The Equity team’s support of the institutionalization of Queer History Month at Senate in May 2021 is a landmark event. Not only is McGill the first to have a QHM, this is now a sustainable and formally legitimate series in McGill culture (and budget!).
What still needs to be done?
Passing is still a concern for many faculty in relation to promotions; their own safety in classrooms if they are out (especially if also racialized or disabled); and/or their queer family-making and lives.
The stories I hear in my role vary greatly across departments and absolutely hinge on leadership. A director can either foster a supportive climate (which in my case is why I chose to be out and do this work), but a director and faculty member with power can also close doors in subtle and not so subtle ways – I’ve heard those stories too.
We need to get better and be more detailed with how we collect employment equity data and exit interviews, and focus on the qualitative experience of navigating academia, putting in a complaint, and deciding to leave. We need intersectional analyses that are context specific. This is all underground right now, and so it appears that everything is fine, when it is not in some departments.
Like other historically excluded groups, 2SLGBTQIA+ faculty may be engaged in more ‘service’ work that aligns with queer advocacy, or simply mentoring queer learners. I support students well beyond my assigned academic advisor list, and even beyond my own program, as queer-identifying learners seek me out. And again, this is intersectional – racialized queer learners especially come to me. And I cannot close my door. It’s helpful to have more resources for them to access, and, in a pandemic where homelessness is a risk for some if they come out to their families, that support is essential and at times, lifesaving.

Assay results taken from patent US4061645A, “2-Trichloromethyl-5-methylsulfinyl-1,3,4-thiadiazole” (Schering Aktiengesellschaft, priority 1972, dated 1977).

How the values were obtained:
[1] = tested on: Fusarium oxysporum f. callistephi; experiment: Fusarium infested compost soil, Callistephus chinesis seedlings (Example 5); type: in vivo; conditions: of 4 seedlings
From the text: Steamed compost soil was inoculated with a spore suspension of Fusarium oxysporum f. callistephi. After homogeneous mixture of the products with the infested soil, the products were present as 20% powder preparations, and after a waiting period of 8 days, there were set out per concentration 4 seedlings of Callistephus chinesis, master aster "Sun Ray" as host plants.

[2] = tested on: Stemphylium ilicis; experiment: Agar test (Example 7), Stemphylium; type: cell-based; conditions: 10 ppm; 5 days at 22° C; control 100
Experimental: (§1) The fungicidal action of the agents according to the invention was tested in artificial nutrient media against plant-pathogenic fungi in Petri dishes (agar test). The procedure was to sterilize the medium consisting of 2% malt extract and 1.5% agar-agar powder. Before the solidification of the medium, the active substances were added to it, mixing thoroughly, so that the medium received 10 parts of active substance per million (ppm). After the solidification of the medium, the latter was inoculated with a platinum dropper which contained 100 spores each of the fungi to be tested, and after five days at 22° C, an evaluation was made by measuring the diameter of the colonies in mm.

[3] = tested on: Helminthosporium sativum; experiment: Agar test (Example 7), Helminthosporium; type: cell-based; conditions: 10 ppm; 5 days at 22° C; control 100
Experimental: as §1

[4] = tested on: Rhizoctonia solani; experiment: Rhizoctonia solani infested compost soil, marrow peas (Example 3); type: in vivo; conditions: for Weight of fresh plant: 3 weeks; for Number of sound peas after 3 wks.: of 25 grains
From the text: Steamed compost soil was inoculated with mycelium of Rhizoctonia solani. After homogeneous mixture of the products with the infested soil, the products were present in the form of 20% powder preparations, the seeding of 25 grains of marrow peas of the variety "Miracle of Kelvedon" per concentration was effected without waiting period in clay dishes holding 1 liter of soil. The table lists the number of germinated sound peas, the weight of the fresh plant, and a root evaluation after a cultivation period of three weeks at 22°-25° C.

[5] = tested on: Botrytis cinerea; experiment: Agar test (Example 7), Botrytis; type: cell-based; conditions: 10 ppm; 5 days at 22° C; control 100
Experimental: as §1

What about in terms of the classroom? What needs to be done to make them more inclusive?
In terms of teaching, we have a long way to go to support both 2SLGBTQIA+ faculty and in making classrooms more inclusive. I’ll give two contrasting examples:
- The evidence against the validity of course evaluations is clear, especially for faculty from equity groups. If I shared some of the feedback that queer faculty get on their evaluations for simply being themselves, it can be ghastly. Beyond the emotional impact, these are tools that the institution uses to gauge merit and promotions. If we had medications with the same level of data for invalidity, we would never allow doctors to use them, and yet with course evaluations, we trudge along.
- All learners have a right to a classroom that may not always be comfortable, but certainly does not harm them. This comment goes for all disciplines and contexts: where is the representation and questioning of the gender binary in the curriculum? In research projects? In sources of knowledge? Faculty understanding and acceptance in their everyday classroom interactions? Faculty ability to manage tense moments in the classroom? I think there is a baseline minimum equity development that all faculty should engage in, and I look forward to the Equity team and TLS continuing to expand this.